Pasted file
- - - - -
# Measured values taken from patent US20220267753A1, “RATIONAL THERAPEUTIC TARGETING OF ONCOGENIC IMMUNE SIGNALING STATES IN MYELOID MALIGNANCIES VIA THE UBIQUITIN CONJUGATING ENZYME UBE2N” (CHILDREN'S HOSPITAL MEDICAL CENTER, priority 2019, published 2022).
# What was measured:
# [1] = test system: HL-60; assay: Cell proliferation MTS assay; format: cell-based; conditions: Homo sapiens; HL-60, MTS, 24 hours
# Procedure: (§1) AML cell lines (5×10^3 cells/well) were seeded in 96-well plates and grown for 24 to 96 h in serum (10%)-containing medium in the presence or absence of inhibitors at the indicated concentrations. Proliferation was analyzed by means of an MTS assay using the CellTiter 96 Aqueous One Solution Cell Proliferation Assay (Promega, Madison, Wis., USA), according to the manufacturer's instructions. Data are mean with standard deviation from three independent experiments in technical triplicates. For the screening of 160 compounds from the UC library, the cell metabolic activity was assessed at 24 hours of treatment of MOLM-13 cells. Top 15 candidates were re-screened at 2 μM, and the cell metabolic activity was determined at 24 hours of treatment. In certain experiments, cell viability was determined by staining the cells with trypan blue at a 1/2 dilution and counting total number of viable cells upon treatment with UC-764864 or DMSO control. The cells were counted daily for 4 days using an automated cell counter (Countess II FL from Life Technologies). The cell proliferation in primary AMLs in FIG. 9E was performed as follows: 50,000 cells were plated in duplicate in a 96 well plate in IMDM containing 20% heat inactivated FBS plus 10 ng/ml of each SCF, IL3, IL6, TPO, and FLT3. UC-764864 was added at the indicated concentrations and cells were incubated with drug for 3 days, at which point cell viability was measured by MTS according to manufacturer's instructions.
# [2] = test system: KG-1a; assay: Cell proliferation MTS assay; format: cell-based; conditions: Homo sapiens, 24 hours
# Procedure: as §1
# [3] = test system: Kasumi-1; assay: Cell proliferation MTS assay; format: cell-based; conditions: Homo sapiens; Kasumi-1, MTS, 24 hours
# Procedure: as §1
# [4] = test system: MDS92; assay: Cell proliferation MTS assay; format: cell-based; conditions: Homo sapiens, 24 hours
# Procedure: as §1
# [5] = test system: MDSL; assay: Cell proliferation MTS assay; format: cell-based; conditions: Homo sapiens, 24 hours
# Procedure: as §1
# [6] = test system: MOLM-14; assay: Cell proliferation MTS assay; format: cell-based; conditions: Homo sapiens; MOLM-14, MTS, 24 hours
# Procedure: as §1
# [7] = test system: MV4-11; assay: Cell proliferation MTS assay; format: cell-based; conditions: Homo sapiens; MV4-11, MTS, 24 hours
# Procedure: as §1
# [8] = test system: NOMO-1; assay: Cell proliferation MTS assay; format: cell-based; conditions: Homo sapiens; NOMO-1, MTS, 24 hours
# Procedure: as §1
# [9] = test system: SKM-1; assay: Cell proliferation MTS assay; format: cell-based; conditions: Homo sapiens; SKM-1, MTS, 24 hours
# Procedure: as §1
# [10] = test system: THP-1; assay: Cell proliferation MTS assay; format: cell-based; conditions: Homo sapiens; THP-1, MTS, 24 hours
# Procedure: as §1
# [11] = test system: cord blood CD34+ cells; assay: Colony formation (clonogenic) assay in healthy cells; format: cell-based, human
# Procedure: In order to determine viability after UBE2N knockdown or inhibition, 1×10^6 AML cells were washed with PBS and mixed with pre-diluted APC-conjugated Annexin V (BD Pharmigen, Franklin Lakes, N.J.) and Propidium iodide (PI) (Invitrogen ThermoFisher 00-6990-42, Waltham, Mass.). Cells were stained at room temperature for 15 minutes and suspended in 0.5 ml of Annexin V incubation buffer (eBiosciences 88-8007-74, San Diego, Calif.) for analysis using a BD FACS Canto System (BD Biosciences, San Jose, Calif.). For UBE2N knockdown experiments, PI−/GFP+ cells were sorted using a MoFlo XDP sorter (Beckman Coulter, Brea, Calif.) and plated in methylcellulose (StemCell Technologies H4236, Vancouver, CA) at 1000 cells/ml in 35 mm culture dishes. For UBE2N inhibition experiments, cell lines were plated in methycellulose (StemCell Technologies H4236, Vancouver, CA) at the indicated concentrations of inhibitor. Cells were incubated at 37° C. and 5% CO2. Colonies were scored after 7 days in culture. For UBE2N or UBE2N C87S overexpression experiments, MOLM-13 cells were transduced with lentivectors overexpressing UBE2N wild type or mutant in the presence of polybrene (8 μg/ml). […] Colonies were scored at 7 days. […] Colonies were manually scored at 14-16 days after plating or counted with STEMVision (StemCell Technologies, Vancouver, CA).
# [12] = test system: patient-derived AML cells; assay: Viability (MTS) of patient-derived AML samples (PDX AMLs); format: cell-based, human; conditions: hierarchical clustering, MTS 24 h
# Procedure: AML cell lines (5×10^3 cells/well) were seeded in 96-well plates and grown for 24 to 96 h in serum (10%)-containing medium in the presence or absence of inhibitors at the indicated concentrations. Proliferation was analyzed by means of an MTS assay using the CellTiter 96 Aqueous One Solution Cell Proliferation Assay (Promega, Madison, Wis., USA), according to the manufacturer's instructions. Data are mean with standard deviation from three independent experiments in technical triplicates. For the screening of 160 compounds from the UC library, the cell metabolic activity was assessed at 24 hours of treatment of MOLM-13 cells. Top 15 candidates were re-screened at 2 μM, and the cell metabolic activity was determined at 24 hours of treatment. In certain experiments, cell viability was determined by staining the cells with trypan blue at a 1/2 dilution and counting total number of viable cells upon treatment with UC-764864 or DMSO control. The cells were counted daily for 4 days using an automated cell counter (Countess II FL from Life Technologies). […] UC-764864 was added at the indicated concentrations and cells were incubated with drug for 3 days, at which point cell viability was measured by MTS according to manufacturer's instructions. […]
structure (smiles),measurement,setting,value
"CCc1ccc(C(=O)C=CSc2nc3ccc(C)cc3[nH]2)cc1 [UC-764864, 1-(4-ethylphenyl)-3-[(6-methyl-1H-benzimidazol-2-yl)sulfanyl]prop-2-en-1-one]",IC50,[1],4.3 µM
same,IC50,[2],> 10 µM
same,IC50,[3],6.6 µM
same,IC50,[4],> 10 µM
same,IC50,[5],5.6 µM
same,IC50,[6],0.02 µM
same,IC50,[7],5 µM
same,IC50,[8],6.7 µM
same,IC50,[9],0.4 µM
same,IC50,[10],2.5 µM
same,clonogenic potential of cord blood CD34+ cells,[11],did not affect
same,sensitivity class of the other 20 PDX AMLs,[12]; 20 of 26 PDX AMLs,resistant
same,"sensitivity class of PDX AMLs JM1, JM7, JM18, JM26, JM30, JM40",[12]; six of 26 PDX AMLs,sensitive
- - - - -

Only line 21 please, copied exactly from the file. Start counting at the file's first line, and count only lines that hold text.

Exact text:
# [10] = test system: THP-1; assay: Cell proliferation MTS assay; format: cell-based; conditions: Homo sapiens; THP-1, MTS, 24 hours